Aishwarya Ramesh

"It’s definitely going to take some time getting used to": Kavita Nair, Vi, on new identity

Beyond aesthetic and visual language, Vodafone Idea's new identity - 'Vi' - is a complete brand overhaul. How will the consumers view it?

Kavita Nair, chief digital transformation and brand officer, 'Vi' (Vodafone Idea's new identity), admits that if someone had told her that she’d have to remotely launch a new brand without meeting anyone in 2020, she would’ve dismissed the idea as impossible.

Then the Coronavirus pandemic hit and India went under lockdown – with many offices working remotely to prevent the virus’ spread. “Remote working is going to be the new normal,” she says.

Nair adds that network integration and other technical nuances were considered as important first steps to integrate both the brands, and they decided to communicate to the consumers about the brand only after that.

Kavita Nair
Kavita Nair

“It’s definitely going to take some time getting used to. That’s why we focused on togetherness in the execution of the communication (in the ad by Ogilvy.) We also used sonic branding to establish the new brand name and create awareness,” says Nair.

She adds that irrespective of whether a customer is from a rural or an urban setting – the company considered it important that the brand name and message is easily understood. The new identity and logo has been designed and created by agency Wolff Olins.

“Right now, people in India are moving away from the era of chasing success and into the era of chasing significance, and Vodafone is trying to cater to those needs and aspirations,” Nair says.

Sujata Keshavan, founder and creative director at Varana Design opines that when it comes to Vodafone and Idea coming together, making people pronounce V and I as ‘We’ is actually counter-intuitive; it’s a bit strange.

“Vodafone’s line used to be ‘you and I’ [in this beautiful world] so perhaps they are attempting to take the sentiment of partnership forward using the “We”. It’s a bit of a stretch to call it ‘We’ when visually it reads as ‘V’ and ‘I’,” she says.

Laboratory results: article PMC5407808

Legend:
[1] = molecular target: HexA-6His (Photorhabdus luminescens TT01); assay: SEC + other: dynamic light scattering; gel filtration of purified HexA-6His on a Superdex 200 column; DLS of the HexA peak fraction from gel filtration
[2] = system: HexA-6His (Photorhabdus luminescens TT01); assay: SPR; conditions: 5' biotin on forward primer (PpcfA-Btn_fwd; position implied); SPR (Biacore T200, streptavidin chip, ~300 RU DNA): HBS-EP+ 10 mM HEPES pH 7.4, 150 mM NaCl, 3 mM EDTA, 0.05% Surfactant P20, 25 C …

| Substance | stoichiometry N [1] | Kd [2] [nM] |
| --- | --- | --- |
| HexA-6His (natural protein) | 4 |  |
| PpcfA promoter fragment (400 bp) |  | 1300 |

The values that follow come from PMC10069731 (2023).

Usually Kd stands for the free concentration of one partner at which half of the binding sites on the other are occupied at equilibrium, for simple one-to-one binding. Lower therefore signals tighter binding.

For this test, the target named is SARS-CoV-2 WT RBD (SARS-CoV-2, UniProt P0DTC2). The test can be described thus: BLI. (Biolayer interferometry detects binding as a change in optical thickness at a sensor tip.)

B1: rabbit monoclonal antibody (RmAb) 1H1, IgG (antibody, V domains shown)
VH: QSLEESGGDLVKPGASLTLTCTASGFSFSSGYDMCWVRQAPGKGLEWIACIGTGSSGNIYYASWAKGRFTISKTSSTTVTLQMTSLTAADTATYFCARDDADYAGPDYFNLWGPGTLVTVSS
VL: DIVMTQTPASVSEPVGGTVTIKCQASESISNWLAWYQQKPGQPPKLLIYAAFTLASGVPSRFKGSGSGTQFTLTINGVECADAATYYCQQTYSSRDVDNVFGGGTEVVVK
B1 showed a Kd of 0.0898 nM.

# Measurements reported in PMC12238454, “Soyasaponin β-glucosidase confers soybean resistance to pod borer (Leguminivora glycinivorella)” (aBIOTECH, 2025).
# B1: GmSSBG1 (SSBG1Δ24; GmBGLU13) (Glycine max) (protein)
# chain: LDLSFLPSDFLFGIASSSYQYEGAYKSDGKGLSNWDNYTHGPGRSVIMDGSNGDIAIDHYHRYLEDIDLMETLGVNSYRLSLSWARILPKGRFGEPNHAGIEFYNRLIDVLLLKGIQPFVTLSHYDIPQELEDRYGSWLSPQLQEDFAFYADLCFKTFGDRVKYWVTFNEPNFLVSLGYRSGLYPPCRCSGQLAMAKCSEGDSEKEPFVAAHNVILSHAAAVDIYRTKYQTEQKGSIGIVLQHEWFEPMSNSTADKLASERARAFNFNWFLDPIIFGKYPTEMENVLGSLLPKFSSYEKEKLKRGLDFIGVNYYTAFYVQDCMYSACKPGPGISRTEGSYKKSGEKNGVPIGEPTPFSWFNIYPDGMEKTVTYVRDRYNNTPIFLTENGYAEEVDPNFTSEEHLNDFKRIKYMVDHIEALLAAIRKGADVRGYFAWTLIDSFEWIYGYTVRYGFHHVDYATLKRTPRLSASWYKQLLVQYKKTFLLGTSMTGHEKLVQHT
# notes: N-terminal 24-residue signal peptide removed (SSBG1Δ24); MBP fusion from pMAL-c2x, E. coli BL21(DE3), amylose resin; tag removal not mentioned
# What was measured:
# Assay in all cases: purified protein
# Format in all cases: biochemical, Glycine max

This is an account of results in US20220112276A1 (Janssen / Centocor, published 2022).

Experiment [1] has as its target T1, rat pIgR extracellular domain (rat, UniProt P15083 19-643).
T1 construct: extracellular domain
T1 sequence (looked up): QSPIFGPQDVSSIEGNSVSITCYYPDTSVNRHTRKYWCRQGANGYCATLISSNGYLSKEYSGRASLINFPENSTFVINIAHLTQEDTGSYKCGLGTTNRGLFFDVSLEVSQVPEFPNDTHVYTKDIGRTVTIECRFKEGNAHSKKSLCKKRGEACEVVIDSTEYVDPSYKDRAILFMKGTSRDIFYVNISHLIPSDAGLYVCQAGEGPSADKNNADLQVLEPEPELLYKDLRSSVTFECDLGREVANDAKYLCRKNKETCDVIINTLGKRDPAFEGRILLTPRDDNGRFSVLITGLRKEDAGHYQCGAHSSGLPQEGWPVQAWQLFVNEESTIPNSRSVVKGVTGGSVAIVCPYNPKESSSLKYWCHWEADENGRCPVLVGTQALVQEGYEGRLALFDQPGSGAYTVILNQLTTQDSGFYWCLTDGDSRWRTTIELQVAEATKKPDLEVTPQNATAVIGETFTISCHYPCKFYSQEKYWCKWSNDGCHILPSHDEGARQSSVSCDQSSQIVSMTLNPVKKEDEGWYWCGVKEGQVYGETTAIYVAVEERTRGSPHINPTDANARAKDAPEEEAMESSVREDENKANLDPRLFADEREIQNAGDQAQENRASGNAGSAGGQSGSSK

She adds that Vodafone and Idea were two very different brands - not just visually, even the brand positioning and personas were distinctly different. “By using the first letters of the alphabet, the V and I, it doesn’t appear that any of that visual equity is being retained. Vodafone had an extremely smart and strong brand identity. There is the red from Vodafone, but it is difficult to own a colour since Airtel too is red,” says Keshavan.

Sujata Keshavan
Sujata Keshavan

Keshavan is a design veteran, who has worked on naming and creating brands like Vistara,in the past. She founded ray+keshavan – a design led agency - in 1989 in partnership with her former boss at JWT – the late Ram Ray.

She wonders if perhaps an altogether new name and a new blue sky brand with a new visual language would have released them from the constraints of harking back to the parent brands, and enabled the company to arrive at something more contemporary and exciting.

“To be honest, this logo already looks a bit dated. Right from the typography to the overall look and feel. It doesn’t look contemporary. When designing a new logo, it’s important to keep in mind that it has to still look relevant and contemporary ten or more years later,” she says.

Keshavan adds that the logo is just one aspect of the overall identity of the brand. “Going forward the company would need to create through its communication, a brand personality that is strong, memorable and contemporary, something that could potentially override the logo itself,” she concludes.

Prasanna Sankhe, co-founder, HYPHEN and TBCC, opines that if the brief of the identity exercise was simply to do a half-half representation of the two brands in this unified entity, then the identity works.

“But then again, there was a two- year time span, and plenty of PR, which has already communicated that comprehensively. So, the objective of this identity exercise seems to be a bit too simplistic. And, therefore, even the identity becomes just that – basic,” he says.

Prasanna Sankhe
Prasanna Sankhe

He adds that when the merger was announced in 2018, the entire nation and some pockets of the world were also taking notice to see what corporate entity is going to spring up as the largest telecom provider in India.

"Personally to me, after a wait of two years, where there was all the time to figure out how the brand was going to reincarnate, this identity reveal was a disappointment," mentions Sankhe.

He explains that before the collaboration, Vodafone, which had a strong premium urban brand following, and Idea had a 'desi-suave' mass rural appeal.

"Both brands seemed to have been given the short end of stick in the new visual representation. The identity doesn't take a stand, or a finite direction that the unified brand wants to take. The point being that the new brand could have chosen to be a continuation of either one spectrum of cool, as was expected. But it ends up being a middle of the road solution," he adds.

Sankhe breaks it down into four basic pointers:

Does it have a short name that can be remembered? Yes.

Does it have representation of both brands? Yes.

Does it have design issues? Yes.

But, most importantly, does it have the coolness, or the magic of either of its parent brands? No.

Sankhe mentions that it seems this identity is a median solution because most probably there was a cacophony of 10 voices standing behind the designer trying to arrive at a consensus.

He believes that the choice of name is correct (from the collective ‘We’) for the brand to appeal to the masses. But besides having some basic graphic design issues, the elements of this identity aren't forming a cohesive story around the brand. "It feels like a giant missed opportunity," he opines.

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